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SALT LAKE CITY — Many people have no idea the kind of stress, frustration, anxiety and satisfaction ER nurses feel on a daily basis. The range of emotions can be exhausting; the unknown can be exhilarating.
I am a nurse in the emergency department in a Level 1 trauma center, one of only two in the state (actually, three if you consider Primary Children’s). What does a Level 1 trauma center mean, you might ask? It means that we have every kind of physician available if we need them. That translates into being able to take care of any person, no matter the complaint. If you need an orthopedic surgeon, we got it. If you need a plastic surgeon or an ophthalmologist, we got it. This means that we get all sorts of cases from all over the state as well as bordering states of Wyoming, Idaho and Nevada.
On average we see 235 patients in a 24-hour time period. On Jan. 24, we hit a new record with 327 patients, destroying our previous record of 297 patients.
We are also the busiest emergency department in the state, averaging 235 patients in a 24-hour time period. On Jan. 24, 2013, we hit a new record of patients seen in a 24-hour period. Our previous record was 297, and we destroyed that number by seeing a whopping 327 patients. Think about that: 327 people checked into our department from midnight to midnight on that day. That is incredible. We have 56 beds, including four beds specifically designed for trauma patients. These four beds get a lot of action on a daily basis, but they are specifically designed to handle any situation we could think of.
Most of us work 12-hour shifts and hardly ever get our federally-mandated 30-minute lunch break, and many times have to purposely get behind on our orders or simply neglect a patient just so we can go the bathroom. But we always try our best to be happy, friendly and be ready for anything that comes through our doors.
We are expected to make no (or very few) mistakes while trying to complete orders on any one of our four to six patients we are trying to take care of at any given time. We have the stress of completing doctors' orders, making sure the patient is taken care of and happy (which is no small task), and also making sure that our co-workers are getting the help they need if they require further assistance.
We never know what is going to come through our front doors or our ambulance bay. We cannot turn away any person for any reason, and we are obligated to treat every person that comes through our doors no matter the circumstances. We are trained every year in multiple areas and have to keep these certifications current each year. Standard courses include Pediatric Advanced Life Support, Advanced Cardiac Life Support, Trauma Nurse Core Class, Emergency Nurse Pediatric Course and hazmat training. We have quarterly skills pass-offs as well to keep up on all the equipment we use and a specialized trauma class each year. Other nurses received their Certified Emergency Nurse certificate.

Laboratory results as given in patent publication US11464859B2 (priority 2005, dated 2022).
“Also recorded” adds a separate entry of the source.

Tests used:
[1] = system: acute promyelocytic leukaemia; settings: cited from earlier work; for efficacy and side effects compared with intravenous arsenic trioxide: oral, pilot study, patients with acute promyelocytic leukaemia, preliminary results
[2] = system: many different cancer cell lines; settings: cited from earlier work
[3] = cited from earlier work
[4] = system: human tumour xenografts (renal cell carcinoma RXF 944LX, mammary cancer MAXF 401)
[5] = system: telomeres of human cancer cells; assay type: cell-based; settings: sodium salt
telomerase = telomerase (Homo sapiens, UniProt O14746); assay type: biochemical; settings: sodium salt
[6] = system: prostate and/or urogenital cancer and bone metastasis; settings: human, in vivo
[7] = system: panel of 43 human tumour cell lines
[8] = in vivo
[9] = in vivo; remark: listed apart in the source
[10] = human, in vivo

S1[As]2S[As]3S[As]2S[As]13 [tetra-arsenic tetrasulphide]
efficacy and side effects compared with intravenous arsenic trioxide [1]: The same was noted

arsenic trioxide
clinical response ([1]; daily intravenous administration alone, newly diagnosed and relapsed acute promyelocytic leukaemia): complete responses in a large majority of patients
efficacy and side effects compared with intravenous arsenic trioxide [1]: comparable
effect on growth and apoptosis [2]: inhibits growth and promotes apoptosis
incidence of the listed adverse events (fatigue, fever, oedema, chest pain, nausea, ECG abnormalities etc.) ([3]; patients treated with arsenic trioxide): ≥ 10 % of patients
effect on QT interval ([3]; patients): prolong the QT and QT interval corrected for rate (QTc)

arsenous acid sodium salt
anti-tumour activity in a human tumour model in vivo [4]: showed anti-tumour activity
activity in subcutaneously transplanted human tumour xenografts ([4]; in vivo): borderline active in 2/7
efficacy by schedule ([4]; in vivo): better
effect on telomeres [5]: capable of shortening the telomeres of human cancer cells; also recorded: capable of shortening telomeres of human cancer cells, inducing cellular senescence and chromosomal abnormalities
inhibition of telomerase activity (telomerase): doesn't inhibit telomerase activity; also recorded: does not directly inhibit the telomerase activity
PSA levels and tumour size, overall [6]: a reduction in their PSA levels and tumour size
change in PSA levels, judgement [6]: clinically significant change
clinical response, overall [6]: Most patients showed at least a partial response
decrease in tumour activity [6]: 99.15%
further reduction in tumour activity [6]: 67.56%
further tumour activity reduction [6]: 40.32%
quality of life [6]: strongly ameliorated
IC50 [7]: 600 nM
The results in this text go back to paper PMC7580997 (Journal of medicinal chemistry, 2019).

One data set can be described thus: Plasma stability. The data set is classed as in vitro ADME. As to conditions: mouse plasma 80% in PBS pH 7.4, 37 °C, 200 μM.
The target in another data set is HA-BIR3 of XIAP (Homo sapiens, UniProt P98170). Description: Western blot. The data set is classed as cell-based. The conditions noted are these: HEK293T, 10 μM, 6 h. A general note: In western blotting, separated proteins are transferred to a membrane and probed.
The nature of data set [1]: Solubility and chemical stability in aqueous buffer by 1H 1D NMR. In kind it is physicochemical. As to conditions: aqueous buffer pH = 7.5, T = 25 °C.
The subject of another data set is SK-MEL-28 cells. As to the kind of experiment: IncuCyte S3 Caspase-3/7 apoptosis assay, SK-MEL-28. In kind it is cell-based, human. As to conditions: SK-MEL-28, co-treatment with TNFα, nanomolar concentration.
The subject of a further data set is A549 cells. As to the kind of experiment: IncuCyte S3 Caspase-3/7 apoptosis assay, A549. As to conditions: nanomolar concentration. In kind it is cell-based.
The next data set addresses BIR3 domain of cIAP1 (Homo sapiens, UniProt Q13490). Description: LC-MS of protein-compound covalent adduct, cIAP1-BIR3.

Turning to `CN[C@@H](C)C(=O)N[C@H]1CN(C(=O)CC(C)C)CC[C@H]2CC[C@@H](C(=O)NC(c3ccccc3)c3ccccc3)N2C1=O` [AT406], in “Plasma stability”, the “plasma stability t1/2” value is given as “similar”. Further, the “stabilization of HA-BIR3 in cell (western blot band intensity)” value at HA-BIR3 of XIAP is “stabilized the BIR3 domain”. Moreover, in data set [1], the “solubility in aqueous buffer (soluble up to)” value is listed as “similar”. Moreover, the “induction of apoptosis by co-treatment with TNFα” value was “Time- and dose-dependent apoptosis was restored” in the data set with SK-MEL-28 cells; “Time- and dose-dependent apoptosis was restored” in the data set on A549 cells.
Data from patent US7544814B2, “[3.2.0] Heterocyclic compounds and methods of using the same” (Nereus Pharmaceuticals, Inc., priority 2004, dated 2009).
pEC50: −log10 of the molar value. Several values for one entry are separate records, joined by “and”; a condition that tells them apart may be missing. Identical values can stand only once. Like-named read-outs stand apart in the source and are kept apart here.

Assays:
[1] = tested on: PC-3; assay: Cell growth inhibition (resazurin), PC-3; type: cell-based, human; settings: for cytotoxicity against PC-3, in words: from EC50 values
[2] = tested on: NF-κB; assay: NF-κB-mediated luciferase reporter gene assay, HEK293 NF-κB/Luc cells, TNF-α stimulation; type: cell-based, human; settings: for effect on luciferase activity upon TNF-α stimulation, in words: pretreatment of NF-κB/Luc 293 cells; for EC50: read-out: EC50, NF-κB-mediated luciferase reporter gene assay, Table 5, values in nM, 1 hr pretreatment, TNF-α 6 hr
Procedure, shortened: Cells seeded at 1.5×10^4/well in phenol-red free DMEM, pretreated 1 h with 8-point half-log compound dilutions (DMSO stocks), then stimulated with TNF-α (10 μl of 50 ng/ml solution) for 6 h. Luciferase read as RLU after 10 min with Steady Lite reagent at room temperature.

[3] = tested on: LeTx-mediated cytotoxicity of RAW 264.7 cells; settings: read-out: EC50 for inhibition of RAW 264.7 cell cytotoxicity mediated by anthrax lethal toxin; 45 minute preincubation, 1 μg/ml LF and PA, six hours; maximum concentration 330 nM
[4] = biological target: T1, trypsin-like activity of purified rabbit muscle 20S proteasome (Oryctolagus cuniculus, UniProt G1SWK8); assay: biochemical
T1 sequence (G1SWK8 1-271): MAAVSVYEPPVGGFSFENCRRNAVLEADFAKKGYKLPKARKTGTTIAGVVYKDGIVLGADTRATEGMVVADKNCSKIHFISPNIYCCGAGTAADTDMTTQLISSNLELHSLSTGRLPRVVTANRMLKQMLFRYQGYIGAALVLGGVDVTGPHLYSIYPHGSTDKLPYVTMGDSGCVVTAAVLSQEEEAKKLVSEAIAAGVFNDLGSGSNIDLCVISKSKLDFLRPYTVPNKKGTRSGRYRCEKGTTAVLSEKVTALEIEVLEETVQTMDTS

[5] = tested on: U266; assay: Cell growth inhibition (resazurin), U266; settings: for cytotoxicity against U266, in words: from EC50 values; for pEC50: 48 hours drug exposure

I'd like to share a few nuggets of wisdom I have learned in my five years working in the emergency department. In no particular order:
- Try not to do any outside housework or try getting on your roof during a snowstorm. It’s simply not a good idea. Those Christmas lights can wait another day or two, I promise.
- If your friends dare you to do something you really don’t feel right about, don’t do it. They may call you mean things, but it will save you a lot of pain and a trip to see us (but we are always there if you happen to give in to peer pressure).
- Please do not delay serious symptoms. If you look up and see your once-normal spouse trying to eat his cereal but can’t because he is drooling all over the place because all of a sudden the right side of his face stopped working, please call the ambulance right away. Don’t wait to see if he will get better. It is better to come in and find out it is nothing than to wait at home and later (after he is dead or seriously injured) find out it was something serious.
In future articles I hope to help you understand the sacrifice and hard work ER nurses put in, as well as share with you the funny, sad, emotional and tragic stories that we see and deal with on a daily basis. My hope is that you will appreciate a little more what these amazing medical professionals are able to do and the miracles wrought within the walls of the emergency department.
These articles are intended for entertainment purposes, to shed light on the life inside an Emergency Room and not to be used in place of a doctor's care or advice.